Russian handicrafts: Kazakovo filigree metalwork

Craftsmen from the village of Kazakovo in Russia's Volga region have been creating amazing filigree metalwork for almost 80 years. Today this distinctive craft is in danger of extinction.

Vintage USSR-style tea cup holders, caskets, cigarette cases, icon frames and even hockey helmets made out of wafer-thin silver-plated wire are what foreign tourists hunt for in souvenir shops when in Moscow. But few of them know how these works of artisan jewelry are born.



230 miles east of Moscow lies a village by the name of Kazakovo (Nizhny Novgorod region), where metalwork has been practised for centuries. Today it is the sole Russian center of filigree plating - one of the most delicate and exquisite forms of jewelry.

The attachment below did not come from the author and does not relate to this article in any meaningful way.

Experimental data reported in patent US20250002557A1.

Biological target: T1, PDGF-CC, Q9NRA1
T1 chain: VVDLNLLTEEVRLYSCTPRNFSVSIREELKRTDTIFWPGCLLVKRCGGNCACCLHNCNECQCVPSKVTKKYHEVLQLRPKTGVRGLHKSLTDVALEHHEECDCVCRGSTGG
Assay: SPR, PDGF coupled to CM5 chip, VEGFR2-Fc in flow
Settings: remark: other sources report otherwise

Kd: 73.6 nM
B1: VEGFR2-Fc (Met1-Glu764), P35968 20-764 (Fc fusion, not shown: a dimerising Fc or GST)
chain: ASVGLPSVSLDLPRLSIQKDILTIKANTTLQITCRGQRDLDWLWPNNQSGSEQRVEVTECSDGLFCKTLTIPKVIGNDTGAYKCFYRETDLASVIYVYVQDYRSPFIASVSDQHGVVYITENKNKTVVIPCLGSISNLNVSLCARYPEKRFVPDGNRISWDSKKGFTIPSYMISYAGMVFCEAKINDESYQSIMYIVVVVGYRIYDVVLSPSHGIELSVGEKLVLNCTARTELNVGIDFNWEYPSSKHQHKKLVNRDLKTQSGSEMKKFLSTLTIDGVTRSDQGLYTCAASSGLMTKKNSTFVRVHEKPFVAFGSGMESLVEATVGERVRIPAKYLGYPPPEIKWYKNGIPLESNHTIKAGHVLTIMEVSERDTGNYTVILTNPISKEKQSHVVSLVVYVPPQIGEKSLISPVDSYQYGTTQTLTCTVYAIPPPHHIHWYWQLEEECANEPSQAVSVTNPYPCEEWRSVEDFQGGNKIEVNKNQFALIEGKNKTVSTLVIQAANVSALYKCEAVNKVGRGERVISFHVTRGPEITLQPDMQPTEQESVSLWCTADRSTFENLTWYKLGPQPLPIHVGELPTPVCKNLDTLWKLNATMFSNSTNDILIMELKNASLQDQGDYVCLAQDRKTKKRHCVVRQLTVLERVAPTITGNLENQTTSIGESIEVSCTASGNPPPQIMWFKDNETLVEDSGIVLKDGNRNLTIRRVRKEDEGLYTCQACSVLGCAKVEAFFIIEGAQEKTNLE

“Scissors and pincers are the only tools used by local craftsmen, everything is hand-made,” says Zinaida Kovrigina, an experimental painter at the Kazakovo filigree metalwork factory. “Here in Kazakovo we like to say we've developed our own distinctive style.”



Unfortunately, the filigree metalwork today is at risk of extinction due to lack of funding. "We need higher salaries to attract young people,” says chief painter Boris Tupichkin. 

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